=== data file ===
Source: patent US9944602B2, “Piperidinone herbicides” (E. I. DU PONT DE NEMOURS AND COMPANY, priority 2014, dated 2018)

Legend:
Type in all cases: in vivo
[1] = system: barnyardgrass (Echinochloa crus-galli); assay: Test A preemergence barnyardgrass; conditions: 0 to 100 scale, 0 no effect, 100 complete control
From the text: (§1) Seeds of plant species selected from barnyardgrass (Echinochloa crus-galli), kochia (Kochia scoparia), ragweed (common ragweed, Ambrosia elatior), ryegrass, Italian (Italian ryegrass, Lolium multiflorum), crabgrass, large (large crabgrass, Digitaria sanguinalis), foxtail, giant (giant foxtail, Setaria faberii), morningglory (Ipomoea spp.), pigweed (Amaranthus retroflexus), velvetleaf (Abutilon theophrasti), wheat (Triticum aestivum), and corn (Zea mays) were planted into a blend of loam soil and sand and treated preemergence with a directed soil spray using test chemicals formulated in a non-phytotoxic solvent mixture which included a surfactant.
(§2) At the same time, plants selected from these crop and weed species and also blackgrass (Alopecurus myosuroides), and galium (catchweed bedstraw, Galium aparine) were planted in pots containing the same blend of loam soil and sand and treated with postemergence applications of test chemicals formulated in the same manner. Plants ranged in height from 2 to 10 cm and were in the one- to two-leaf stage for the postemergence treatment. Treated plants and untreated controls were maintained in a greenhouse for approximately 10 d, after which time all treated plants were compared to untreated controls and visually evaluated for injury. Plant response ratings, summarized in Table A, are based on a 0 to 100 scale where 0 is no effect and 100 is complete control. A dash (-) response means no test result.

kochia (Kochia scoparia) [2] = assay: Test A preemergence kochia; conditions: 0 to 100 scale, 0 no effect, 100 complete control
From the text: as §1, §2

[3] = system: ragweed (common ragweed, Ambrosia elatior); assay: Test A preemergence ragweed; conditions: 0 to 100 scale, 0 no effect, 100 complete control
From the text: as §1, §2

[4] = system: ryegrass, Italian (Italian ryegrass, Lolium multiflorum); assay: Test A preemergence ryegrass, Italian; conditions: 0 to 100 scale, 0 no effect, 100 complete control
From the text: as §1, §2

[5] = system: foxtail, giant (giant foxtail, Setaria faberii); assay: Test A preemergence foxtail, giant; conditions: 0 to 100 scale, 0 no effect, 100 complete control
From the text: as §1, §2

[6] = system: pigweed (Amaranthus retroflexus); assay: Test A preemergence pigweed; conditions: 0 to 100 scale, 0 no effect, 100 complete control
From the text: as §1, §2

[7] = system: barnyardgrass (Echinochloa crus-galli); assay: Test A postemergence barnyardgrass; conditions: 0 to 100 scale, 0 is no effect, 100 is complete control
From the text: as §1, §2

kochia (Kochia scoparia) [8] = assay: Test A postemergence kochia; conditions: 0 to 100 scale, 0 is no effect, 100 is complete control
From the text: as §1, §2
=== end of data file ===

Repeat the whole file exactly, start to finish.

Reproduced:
Source: patent US9944602B2, “Piperidinone herbicides” (E. I. DU PONT DE NEMOURS AND COMPANY, priority 2014, dated 2018)

Legend:
Type in all cases: in vivo
[1] = system: barnyardgrass (Echinochloa crus-galli); assay: Test A preemergence barnyardgrass; conditions: 0 to 100 scale, 0 no effect, 100 complete control
From the text: (§1) Seeds of plant species selected from barnyardgrass (Echinochloa crus-galli), kochia (Kochia scoparia), ragweed (common ragweed, Ambrosia elatior), ryegrass, Italian (Italian ryegrass, Lolium multiflorum), crabgrass, large (large crabgrass, Digitaria sanguinalis), foxtail, giant (giant foxtail, Setaria faberii), morningglory (Ipomoea spp.), pigweed (Amaranthus retroflexus), velvetleaf (Abutilon theophrasti), wheat (Triticum aestivum), and corn (Zea mays) were planted into a blend of loam soil and sand and treated preemergence with a directed soil spray using test chemicals formulated in a non-phytotoxic solvent mixture which included a surfactant.
(§2) At the same time, plants selected from these crop and weed species and also blackgrass (Alopecurus myosuroides), and galium (catchweed bedstraw, Galium aparine) were planted in pots containing the same blend of loam soil and sand and treated with postemergence applications of test chemicals formulated in the same manner. Plants ranged in height from 2 to 10 cm and were in the one- to two-leaf stage for the postemergence treatment. Treated plants and untreated controls were maintained in a greenhouse for approximately 10 d, after which time all treated plants were compared to untreated controls and visually evaluated for injury. Plant response ratings, summarized in Table A, are based on a 0 to 100 scale where 0 is no effect and 100 is complete control. A dash (-) response means no test result.

kochia (Kochia scoparia) [2] = assay: Test A preemergence kochia; conditions: 0 to 100 scale, 0 no effect, 100 complete control
From the text: as §1, §2

[3] = system: ragweed (common ragweed, Ambrosia elatior); assay: Test A preemergence ragweed; conditions: 0 to 100 scale, 0 no effect, 100 complete control
From the text: as §1, §2

[4] = system: ryegrass, Italian (Italian ryegrass, Lolium multiflorum); assay: Test A preemergence ryegrass, Italian; conditions: 0 to 100 scale, 0 no effect, 100 complete control
From the text: as §1, §2

[5] = system: foxtail, giant (giant foxtail, Setaria faberii); assay: Test A preemergence foxtail, giant; conditions: 0 to 100 scale, 0 no effect, 100 complete control
From the text: as §1, §2

[6] = system: pigweed (Amaranthus retroflexus); assay: Test A preemergence pigweed; conditions: 0 to 100 scale, 0 no effect, 100 complete control
From the text: as §1, §2

[7] = system: barnyardgrass (Echinochloa crus-galli); assay: Test A postemergence barnyardgrass; conditions: 0 to 100 scale, 0 is no effect, 100 is complete control
From the text: as §1, §2

kochia (Kochia scoparia) [8] = assay: Test A postemergence kochia; conditions: 0 to 100 scale, 0 is no effect, 100 is complete control
From the text: as §1, §2